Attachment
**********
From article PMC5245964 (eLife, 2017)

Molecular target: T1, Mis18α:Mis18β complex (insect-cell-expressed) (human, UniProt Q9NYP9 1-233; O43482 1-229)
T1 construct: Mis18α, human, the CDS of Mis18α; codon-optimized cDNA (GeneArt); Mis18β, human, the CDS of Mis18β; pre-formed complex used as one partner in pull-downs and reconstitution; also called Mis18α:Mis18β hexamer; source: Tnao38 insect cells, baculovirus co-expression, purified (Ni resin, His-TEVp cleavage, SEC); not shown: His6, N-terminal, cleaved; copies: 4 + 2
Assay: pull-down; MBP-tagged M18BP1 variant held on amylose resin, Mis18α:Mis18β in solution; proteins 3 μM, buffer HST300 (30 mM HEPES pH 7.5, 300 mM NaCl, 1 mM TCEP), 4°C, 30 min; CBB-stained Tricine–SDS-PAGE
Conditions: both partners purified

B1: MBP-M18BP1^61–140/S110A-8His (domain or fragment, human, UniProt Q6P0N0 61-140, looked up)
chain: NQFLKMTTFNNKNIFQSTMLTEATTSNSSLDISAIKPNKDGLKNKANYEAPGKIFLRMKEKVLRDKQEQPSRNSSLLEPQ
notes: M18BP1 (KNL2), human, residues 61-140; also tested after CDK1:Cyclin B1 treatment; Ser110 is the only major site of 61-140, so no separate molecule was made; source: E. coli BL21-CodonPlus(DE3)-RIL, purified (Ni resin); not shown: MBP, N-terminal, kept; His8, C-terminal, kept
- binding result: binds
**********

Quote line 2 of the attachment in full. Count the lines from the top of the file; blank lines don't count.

Molecular target: T1, Mis18α:Mis18β complex (insect-cell-expressed) (human, UniProt Q9NYP9 1-233; O43482 1-229)